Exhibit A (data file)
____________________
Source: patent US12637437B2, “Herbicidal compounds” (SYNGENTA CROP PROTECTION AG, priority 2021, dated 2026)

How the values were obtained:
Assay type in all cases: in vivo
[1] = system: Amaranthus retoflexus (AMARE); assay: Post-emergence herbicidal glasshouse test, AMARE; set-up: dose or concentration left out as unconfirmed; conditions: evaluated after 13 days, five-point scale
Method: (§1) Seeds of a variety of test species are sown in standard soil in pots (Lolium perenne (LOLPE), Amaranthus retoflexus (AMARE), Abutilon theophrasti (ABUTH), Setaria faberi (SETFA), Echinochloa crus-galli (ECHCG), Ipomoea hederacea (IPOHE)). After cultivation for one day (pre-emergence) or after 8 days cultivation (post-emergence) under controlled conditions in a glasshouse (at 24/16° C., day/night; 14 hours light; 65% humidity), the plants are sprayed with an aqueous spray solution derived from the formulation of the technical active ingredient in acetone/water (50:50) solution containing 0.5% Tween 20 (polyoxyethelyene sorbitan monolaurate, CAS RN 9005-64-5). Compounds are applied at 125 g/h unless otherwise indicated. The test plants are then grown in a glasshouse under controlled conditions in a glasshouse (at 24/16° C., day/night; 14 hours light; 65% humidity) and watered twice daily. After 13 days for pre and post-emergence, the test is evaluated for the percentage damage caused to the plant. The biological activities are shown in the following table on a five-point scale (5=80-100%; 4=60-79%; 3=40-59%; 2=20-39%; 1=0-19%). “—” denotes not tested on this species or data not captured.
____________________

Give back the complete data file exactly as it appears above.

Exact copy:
Source: patent US12637437B2, “Herbicidal compounds” (SYNGENTA CROP PROTECTION AG, priority 2021, dated 2026)

How the values were obtained:
Assay type in all cases: in vivo
[1] = system: Amaranthus retoflexus (AMARE); assay: Post-emergence herbicidal glasshouse test, AMARE; set-up: dose or concentration left out as unconfirmed; conditions: evaluated after 13 days, five-point scale
Method: (§1) Seeds of a variety of test species are sown in standard soil in pots (Lolium perenne (LOLPE), Amaranthus retoflexus (AMARE), Abutilon theophrasti (ABUTH), Setaria faberi (SETFA), Echinochloa crus-galli (ECHCG), Ipomoea hederacea (IPOHE)). After cultivation for one day (pre-emergence) or after 8 days cultivation (post-emergence) under controlled conditions in a glasshouse (at 24/16° C., day/night; 14 hours light; 65% humidity), the plants are sprayed with an aqueous spray solution derived from the formulation of the technical active ingredient in acetone/water (50:50) solution containing 0.5% Tween 20 (polyoxyethelyene sorbitan monolaurate, CAS RN 9005-64-5). Compounds are applied at 125 g/h unless otherwise indicated. The test plants are then grown in a glasshouse under controlled conditions in a glasshouse (at 24/16° C., day/night; 14 hours light; 65% humidity) and watered twice daily. After 13 days for pre and post-emergence, the test is evaluated for the percentage damage caused to the plant. The biological activities are shown in the following table on a five-point scale (5=80-100%; 4=60-79%; 3=40-59%; 2=20-39%; 1=0-19%). “—” denotes not tested on this species or data not captured.